A motley combination of Anglo-Saxon, Latin, and Germanic dialects, the English language (more or less as we know it) coalesced between the 9th and 13th centuries. Since then, it has continued to import and borrow words and expressions from around the world, and the meanings have mutated. (Awesome and awful once meant nearly the same thing.) Some specimens in the English vocabulary have followed unusually circuitous routes to their place in the contemporary lexicon, and this series, Lexical Investigations, unpacks those words hiding in our midst.
How useful is an appendix? That all depends on which meaning of appendix you have in mind. The oldest definition, dating back to the 1540s, is the supplementary material found at the end of a book and comes from the Latin appendere, meaning “to cause to hang from something.” (Interestingly, a necklace pendant has the same word origin.) Over time, appendix was used in other contexts to refer to any part that depends upon a larger body. By 1610, appendix was used in anatomy to refer to outgrowths of internal organs, especially the organ that we know simply as our appendix today. This small organ has no known function in present-day humans, though it may have played a role in aiding our ancestors’ digestion. Now we hardly pay attention to this small, extra pouch attached to our large intestine, unless of course we get a painful case of appendicitis, and it has to be removed. If you lose this useless organ, chances are you would miss it far less than the supplementary material found at the end of certain books on your shelves, should that magically disappear.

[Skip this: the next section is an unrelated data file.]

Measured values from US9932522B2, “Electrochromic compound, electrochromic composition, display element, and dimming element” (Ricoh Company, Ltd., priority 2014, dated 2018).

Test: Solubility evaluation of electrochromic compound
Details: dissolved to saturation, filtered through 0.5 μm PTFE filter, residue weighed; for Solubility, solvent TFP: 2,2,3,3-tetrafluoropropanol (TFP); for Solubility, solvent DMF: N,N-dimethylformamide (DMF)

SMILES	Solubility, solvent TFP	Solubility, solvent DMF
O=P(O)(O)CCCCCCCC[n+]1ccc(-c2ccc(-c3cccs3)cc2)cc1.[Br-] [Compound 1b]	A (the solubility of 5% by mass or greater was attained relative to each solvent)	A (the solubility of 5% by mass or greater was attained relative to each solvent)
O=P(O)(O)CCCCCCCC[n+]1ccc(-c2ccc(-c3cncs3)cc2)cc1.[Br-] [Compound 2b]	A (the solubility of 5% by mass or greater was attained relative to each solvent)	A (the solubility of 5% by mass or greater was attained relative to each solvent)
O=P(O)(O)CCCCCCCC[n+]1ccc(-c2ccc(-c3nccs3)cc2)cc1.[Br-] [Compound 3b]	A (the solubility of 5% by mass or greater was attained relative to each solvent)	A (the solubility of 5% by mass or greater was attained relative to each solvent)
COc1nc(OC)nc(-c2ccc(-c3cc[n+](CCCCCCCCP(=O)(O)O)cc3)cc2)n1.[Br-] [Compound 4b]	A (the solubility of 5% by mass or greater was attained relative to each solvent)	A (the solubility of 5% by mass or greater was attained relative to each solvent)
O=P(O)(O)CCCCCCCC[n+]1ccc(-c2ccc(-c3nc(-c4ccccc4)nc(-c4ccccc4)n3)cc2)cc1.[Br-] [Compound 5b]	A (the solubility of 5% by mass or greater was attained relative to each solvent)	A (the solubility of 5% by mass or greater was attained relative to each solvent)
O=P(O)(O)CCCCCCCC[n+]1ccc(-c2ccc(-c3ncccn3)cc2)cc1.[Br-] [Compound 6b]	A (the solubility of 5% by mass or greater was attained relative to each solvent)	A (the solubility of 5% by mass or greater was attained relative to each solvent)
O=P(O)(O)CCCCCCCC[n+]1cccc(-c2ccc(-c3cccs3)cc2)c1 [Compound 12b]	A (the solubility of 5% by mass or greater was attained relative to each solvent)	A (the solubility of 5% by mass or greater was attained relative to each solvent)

“Idleness is an appendix to nobility.”
The Anatomy of Melancholy
“The modern king has become a vermiform appendix—useless when quiet, when obtrusive in danger of removal.”
—Austin O’Malley (United Irish leader, 1760-1854),
Keystones of Thought
“Progress. The process whereby the human race has got rid of whiskers, the vermiform appendix and God.”
—Henry Louis Mencken,
A Book of Burlesques